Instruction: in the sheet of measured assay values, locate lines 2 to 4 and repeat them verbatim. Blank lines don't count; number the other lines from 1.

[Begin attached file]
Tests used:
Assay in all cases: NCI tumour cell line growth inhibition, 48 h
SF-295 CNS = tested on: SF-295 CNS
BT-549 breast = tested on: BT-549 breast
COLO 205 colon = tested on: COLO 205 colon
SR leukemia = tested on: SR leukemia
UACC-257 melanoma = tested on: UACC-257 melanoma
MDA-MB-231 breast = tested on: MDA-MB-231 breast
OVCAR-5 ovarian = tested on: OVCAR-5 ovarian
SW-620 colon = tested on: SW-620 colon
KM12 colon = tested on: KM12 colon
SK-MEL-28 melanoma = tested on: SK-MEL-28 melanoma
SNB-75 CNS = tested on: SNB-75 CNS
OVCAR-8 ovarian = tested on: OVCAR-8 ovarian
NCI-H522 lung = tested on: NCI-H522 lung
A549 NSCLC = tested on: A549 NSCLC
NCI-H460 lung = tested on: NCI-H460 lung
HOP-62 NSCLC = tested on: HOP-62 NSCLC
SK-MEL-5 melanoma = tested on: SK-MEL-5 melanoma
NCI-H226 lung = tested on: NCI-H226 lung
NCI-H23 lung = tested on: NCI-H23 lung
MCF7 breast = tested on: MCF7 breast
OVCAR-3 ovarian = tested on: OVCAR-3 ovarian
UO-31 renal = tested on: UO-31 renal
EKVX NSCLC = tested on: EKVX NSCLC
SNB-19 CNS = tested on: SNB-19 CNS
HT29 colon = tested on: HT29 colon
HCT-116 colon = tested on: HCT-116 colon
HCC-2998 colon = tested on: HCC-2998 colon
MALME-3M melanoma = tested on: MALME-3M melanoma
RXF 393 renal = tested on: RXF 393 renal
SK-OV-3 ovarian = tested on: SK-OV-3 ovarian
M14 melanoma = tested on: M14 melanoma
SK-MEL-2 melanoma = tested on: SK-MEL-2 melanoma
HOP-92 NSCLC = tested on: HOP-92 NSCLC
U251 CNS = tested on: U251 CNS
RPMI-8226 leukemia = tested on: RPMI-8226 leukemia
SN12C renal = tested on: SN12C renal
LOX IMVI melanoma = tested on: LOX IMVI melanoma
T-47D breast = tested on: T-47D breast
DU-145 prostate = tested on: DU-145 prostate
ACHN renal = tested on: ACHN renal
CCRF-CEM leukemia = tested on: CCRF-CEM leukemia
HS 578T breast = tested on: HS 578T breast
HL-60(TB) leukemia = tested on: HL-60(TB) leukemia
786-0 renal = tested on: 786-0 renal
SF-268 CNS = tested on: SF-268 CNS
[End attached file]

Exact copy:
Assay in all cases: NCI tumour cell line growth inhibition, 48 h
SF-295 CNS = tested on: SF-295 CNS
BT-549 breast = tested on: BT-549 breast